Monday, March 26, 2012

Ahhh, Utah

When trails are closed and the weather is cold here in Minneapolis, there are two more reasons to go to Utah. This adds to all the other reasons to go: the martian landscapes of red slickrock, mountain bike trails for every skill level including death-defying, cliff-top views that go on forever, and free camping with views so amazing you kinda just want to stay at camp.

I had mountain biked in Utah once before and had a blast. After three years I was overdue for a visit. Matt and Joe were game, and we started planning a MTB and climbing trip last summer.

The trip this year started with a 24 hour drive. Lots of coffee, uncomfortable naps in the passenger seat, and searching the ipod for music to keep us awake. The goal: get to Hurricane, UT with enough light left to hit some trails and set up camp.
No problem. We arrived the next morning and found a free camp spot on top of Gooseberry Mesa. It was a random side road that rewarded us with cliff top views of miles of valleys, mesas, cliffs. We dropped our gear, pulled the bikes off the car and rode some trails. After a near sleepless night it was all kind of dreamlike.

Gooseberry Mesa had terrain for our every need. Rolling slickrock, technical rock features, jumps, trails along cliff edges.... Ahhh, Utah. Riding these trails took some getting used to. Short, super-steep ascents would be followed by equally steep descents or drop-offs. Unlikely angles were made possible with the extreme traction provided by the sandpaper like rock. The granny gear finally got some use.

I rode a Giant Anthem 2 for the trip. Due to the short travel XC bike (3.5" for the 2006) I picked the Kenda Nevegal 2.35s, thinking the wider tires would have extra cushion and grip. They lived up to their reputation and were predictable in all the terrains we encountered. I also test rode some Ergon grips, but decided they weren't the best for such technical riding. I think they would be better for long XC type rides.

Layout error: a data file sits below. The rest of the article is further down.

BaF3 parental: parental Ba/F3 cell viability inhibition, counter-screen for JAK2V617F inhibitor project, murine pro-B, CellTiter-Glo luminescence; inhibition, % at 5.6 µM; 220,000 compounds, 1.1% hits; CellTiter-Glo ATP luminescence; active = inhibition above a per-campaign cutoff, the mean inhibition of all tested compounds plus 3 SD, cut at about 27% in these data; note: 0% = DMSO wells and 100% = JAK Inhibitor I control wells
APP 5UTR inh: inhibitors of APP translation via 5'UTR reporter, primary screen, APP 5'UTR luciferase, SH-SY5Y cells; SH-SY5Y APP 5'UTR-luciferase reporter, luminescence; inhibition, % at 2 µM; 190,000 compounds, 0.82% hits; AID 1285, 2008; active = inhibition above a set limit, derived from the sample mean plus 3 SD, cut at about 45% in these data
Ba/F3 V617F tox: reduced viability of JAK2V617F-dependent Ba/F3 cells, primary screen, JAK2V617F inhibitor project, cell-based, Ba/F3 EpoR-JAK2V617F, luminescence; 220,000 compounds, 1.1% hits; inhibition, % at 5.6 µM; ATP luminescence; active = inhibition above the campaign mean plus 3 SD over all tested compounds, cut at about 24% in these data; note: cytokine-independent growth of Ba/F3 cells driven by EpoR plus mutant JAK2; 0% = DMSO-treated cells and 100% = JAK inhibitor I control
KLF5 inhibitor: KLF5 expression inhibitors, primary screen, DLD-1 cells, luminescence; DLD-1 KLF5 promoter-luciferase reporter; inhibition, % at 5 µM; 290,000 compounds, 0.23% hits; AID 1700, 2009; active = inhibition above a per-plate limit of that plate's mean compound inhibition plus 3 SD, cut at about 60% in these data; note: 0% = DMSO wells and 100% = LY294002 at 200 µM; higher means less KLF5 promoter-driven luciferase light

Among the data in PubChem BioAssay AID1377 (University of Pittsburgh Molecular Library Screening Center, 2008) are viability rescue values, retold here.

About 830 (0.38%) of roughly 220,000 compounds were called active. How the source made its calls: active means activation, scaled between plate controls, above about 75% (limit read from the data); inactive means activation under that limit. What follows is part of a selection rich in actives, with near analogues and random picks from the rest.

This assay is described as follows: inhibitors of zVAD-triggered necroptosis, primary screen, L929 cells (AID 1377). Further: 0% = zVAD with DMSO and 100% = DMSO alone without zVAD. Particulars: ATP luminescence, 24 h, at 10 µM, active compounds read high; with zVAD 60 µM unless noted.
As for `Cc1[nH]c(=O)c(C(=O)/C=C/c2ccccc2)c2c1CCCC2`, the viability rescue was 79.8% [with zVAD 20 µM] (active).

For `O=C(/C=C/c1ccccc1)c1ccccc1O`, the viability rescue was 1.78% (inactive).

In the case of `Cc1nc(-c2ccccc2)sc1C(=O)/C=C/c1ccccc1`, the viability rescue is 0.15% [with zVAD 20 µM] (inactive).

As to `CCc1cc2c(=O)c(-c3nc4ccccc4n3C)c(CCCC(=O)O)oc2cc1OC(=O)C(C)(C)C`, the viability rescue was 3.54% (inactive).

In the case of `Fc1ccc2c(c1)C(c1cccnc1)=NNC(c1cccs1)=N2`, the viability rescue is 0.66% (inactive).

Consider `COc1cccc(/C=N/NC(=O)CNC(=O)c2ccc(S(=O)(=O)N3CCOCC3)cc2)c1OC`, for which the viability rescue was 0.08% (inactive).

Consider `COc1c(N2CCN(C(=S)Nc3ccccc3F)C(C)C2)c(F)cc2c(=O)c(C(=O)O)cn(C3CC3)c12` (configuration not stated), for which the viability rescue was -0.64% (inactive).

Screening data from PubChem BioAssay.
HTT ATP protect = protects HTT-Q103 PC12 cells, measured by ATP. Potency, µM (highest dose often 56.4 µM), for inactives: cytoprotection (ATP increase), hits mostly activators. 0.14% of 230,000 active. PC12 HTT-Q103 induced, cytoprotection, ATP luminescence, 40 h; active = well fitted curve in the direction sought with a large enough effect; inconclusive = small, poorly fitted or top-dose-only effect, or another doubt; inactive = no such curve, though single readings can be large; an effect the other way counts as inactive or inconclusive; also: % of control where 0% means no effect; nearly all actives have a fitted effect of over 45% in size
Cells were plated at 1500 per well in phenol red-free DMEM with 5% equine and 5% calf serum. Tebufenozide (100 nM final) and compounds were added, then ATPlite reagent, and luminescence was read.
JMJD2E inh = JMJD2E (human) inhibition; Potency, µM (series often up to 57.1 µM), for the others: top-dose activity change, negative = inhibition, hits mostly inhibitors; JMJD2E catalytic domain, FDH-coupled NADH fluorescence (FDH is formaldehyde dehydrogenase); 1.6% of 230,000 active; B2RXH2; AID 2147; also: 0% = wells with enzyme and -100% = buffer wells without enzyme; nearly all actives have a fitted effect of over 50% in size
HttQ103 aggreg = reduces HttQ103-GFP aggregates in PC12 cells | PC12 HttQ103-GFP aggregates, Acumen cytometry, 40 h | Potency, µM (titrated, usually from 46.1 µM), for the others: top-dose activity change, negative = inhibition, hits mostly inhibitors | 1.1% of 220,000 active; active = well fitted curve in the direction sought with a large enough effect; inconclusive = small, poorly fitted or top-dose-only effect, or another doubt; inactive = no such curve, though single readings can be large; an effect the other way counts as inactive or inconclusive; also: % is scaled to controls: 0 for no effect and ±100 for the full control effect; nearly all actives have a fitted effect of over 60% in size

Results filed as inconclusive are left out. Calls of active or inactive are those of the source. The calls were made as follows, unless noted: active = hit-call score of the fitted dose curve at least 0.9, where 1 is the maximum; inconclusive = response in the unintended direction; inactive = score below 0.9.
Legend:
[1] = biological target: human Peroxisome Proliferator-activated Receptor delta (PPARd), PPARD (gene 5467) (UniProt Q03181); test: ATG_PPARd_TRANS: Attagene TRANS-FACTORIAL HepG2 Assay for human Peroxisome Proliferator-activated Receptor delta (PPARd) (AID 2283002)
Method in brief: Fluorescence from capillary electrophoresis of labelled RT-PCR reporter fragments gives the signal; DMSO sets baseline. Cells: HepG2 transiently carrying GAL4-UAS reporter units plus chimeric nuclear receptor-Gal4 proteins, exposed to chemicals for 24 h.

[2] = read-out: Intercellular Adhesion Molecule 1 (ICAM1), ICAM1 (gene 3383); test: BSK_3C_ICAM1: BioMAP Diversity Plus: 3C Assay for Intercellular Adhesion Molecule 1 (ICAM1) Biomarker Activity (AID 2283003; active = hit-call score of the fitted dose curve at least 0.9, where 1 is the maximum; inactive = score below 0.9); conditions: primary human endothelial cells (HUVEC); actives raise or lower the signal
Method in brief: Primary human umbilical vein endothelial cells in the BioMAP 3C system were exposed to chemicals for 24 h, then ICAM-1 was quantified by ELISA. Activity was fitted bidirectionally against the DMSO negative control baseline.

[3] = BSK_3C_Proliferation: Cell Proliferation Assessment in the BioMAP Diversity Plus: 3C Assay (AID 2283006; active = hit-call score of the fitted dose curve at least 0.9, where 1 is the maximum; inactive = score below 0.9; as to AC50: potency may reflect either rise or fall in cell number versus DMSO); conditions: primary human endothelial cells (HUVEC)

We spent several days wandering Gooseberry. We camped out each night on the edge of the mesa, and watched the sunset cast changing colours on the valley below us.

After 3 nights at Gooseberry, it was time for our next stop, St George. There was rumour of top-notch climbing and biking in that area. How much could we do in a day? We ended up covering all of Bearclaw Poppythe first day. It was a longhaul, with the star of the show being the downhill ride from 3 Fingers of Death thru the acid drops. This was a section we definitely benefited from by scouting first. Following that the snaking trails before the turn-around point had to be the fastest terrain of the trip. The following day we had a double feature with the rocky and lung-busting Zen trail followed by climbing at Green Valley Gap.

After more days of climbing and biking our trip was running out of time. We had to start heading back to Minnesota. Moab was on the way and would be our last stop. One last hurrah on the one of the most well known MTB tracks in the country.

Slickrock didn't disappoint and reminded me why it is such a legendary spot. The terrain is unlike any other and there are breath-taking views in every direction. The scale of the rocks and gradient of the trails pushed us to the limit. Some ascents were so steep it felt like I might roll over backwards, and they kept going up until legs and lungs were burning. It was a capstone to be remembered.

Overall, we got in a mix of biking and climbing everyday for 8 days straight. Definitely the type of trip I want to do more often.

See ya on the trails.